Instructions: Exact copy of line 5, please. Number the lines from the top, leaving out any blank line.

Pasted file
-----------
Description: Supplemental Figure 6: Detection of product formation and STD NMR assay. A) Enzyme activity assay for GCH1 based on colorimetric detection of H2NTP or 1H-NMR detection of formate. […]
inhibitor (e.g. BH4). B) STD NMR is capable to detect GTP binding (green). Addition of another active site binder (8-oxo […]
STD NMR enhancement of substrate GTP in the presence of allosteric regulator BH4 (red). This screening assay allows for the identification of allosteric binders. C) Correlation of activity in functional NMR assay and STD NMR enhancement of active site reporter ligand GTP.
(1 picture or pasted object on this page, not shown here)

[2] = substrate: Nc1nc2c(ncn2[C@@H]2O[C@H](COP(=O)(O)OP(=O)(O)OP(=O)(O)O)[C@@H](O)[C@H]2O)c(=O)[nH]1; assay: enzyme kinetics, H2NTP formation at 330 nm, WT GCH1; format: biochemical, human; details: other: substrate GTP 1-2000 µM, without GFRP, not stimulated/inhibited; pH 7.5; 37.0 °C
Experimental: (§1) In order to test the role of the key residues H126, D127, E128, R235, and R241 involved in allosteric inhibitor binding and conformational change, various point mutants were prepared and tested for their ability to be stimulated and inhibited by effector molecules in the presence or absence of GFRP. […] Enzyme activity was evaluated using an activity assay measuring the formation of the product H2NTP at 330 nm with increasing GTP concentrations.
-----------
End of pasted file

[2] = substrate: Nc1nc2c(ncn2[C@@H]2O[C@H](COP(=O)(O)OP(=O)(O)OP(=O)(O)O)[C@@H](O)[C@H]2O)c(=O)[nH]1; assay: enzyme kinetics, H2NTP formation at 330 nm, WT GCH1; format: biochemical, human; details: other: substrate GTP 1-2000 µM, without GFRP, not stimulated/inhibited; pH 7.5; 37.0 °C